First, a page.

How do you initially show the setting in the scene? The reader does need a quick “anchoring,” probably in the first few paragraphs of a new scene or new chapter, or a change in location. Where are we? What time of day is it? Is it quiet or noisy? What is the quality of light?
The reader will be mentally asking these questions, and the longer you keep the information from them, the less they will focus on what you want them to focus on. The reader will become more removed from the story and the characters, and instead be trying to figure out the where, when, who, or why.
Once you’ve established or anchored the reader into the where of your story, using a strong setting description, you do not need to continue to embellish and rehash a setting. Let the characters interact with the setting, move through it, pick things up and brush past them, once the reader knows the character is in a place already described.
How Setting Affects Pacing
If the character is returning to a place that hasn’t been described in depth previously, the reader will not be as open to a slower pacing on the revisit so you can describe setting. The reader has most likely created her own visuals, because a reader needs to see the characters in some context. This is a small but important point, and an error many new writers make.
Beginning writers often:
- wait until it’s too late to describe and orient the reader as to place;
- or totally forget that the reader has no idea where the character is in the story, because the location has suddenly moved from a known to a new, unknown location.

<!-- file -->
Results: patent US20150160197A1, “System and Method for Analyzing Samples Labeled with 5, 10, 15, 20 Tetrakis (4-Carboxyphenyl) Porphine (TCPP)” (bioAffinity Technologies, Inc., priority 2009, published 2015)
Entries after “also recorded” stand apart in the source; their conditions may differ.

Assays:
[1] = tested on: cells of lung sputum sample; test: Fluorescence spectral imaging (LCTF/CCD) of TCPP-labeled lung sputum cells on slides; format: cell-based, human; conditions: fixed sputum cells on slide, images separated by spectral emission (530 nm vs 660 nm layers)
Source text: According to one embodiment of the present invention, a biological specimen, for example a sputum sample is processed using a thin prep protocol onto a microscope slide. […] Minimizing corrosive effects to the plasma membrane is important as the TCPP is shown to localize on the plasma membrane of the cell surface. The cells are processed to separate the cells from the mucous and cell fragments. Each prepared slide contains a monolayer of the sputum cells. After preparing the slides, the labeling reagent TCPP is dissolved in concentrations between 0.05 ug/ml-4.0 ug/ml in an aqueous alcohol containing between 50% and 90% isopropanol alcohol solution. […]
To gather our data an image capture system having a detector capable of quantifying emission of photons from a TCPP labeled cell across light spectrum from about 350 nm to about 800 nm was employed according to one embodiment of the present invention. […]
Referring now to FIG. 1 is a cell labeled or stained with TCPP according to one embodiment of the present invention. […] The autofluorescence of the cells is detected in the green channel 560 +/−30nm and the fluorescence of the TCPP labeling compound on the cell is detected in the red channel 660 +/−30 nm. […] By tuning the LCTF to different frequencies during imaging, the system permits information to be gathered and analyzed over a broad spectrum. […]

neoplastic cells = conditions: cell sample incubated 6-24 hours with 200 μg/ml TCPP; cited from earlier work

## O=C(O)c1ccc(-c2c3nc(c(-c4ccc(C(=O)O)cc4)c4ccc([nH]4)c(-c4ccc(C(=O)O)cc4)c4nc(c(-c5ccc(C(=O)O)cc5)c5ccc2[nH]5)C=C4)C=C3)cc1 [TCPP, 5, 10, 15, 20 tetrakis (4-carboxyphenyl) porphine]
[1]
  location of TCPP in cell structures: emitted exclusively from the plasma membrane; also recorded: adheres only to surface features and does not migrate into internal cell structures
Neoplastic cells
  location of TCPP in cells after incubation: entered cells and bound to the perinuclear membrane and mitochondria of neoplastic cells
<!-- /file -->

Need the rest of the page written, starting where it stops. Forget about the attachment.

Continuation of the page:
If I write, Joe left his home and went to the city, the setting is so vague that it leaves you clueless and frustrated. But if I write, Joe left his beachside cottage and drove into Lake Forest City, a northern suburb of Seattle, the addition of a few specifics gives you enough to inhabit the character’s world while keeping the main focus on what’s happening in the story.
How Setting Affects Characterization and Conflict
It’s human nature to notice what’s changed—you might not notice an object on your mantel every day, but you do notice when it’s missing. If an object, like a beloved photograph, was foreshadowed earlier in the story, you can now show that it’s missing. Instead of starting such a scene with the character re-entering the living room, you show the reader that the first thing the character notices when she enters the living room is the gap on the mantel: the space where her mother’s photo was. Bam! We’re in that living room without spending a lot of time re-describing what the reader has already been shown.
Look at how Laura Anne Gilman (Hard Magic) orients the reader as to where the character is physically in space and gives a hint of the protagonist’s backstory, characterization of two different characters, and a hint of potential conflict between characters through her description of a room. All in only one paragraph!
The only way to describe J’s place was “warm.” Rosewood furniture against cream-colored walls, and touches of dark blue and flannel gray everywhere, broken by the occasional bit of foam green from his Chinese pottery collection. You’d have thought I’d have grown up to be Uber Society Girl, not pixie-Goth, in these surroundings. Even my bedroom—now turned back into its original use as a library—had the same feel of calm wealth to it, no matter how many pop-culture posters I put up or how dark I painted the walls.